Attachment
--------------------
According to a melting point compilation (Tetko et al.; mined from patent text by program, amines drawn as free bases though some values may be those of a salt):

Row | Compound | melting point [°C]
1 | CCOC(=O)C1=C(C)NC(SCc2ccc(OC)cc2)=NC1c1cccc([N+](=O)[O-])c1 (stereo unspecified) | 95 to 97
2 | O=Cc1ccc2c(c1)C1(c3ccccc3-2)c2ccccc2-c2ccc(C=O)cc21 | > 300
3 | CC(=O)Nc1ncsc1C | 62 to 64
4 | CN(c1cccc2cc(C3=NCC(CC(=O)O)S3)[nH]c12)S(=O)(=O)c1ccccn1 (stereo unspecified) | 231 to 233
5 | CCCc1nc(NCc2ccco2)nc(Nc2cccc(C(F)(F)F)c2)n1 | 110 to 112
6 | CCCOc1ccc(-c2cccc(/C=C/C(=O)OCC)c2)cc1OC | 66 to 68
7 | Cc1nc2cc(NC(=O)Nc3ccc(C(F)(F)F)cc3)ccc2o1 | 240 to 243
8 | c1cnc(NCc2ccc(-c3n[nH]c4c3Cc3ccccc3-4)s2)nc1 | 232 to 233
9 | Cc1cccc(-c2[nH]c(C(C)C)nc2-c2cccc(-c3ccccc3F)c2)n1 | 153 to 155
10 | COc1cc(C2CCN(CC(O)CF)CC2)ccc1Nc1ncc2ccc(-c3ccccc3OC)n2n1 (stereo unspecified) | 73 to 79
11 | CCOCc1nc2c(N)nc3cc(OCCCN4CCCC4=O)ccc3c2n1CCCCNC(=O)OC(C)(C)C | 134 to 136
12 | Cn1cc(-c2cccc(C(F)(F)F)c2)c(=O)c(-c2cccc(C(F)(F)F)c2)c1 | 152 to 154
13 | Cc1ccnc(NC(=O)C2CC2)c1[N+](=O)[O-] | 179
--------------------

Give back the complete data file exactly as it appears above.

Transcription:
According to a melting point compilation (Tetko et al.; mined from patent text by program, amines drawn as free bases though some values may be those of a salt):

Row | Compound | melting point [°C]
1 | CCOC(=O)C1=C(C)NC(SCc2ccc(OC)cc2)=NC1c1cccc([N+](=O)[O-])c1 (stereo unspecified) | 95 to 97
2 | O=Cc1ccc2c(c1)C1(c3ccccc3-2)c2ccccc2-c2ccc(C=O)cc21 | > 300
3 | CC(=O)Nc1ncsc1C | 62 to 64
4 | CN(c1cccc2cc(C3=NCC(CC(=O)O)S3)[nH]c12)S(=O)(=O)c1ccccn1 (stereo unspecified) | 231 to 233
5 | CCCc1nc(NCc2ccco2)nc(Nc2cccc(C(F)(F)F)c2)n1 | 110 to 112
6 | CCCOc1ccc(-c2cccc(/C=C/C(=O)OCC)c2)cc1OC | 66 to 68
7 | Cc1nc2cc(NC(=O)Nc3ccc(C(F)(F)F)cc3)ccc2o1 | 240 to 243
8 | c1cnc(NCc2ccc(-c3n[nH]c4c3Cc3ccccc3-4)s2)nc1 | 232 to 233
9 | Cc1cccc(-c2[nH]c(C(C)C)nc2-c2cccc(-c3ccccc3F)c2)n1 | 153 to 155
10 | COc1cc(C2CCN(CC(O)CF)CC2)ccc1Nc1ncc2ccc(-c3ccccc3OC)n2n1 (stereo unspecified) | 73 to 79
11 | CCOCc1nc2c(N)nc3cc(OCCCN4CCCC4=O)ccc3c2n1CCCCNC(=O)OC(C)(C)C | 134 to 136
12 | Cn1cc(-c2cccc(C(F)(F)F)c2)c(=O)c(-c2cccc(C(F)(F)F)c2)c1 | 152 to 154
13 | Cc1ccnc(NC(=O)C2CC2)c1[N+](=O)[O-] | 179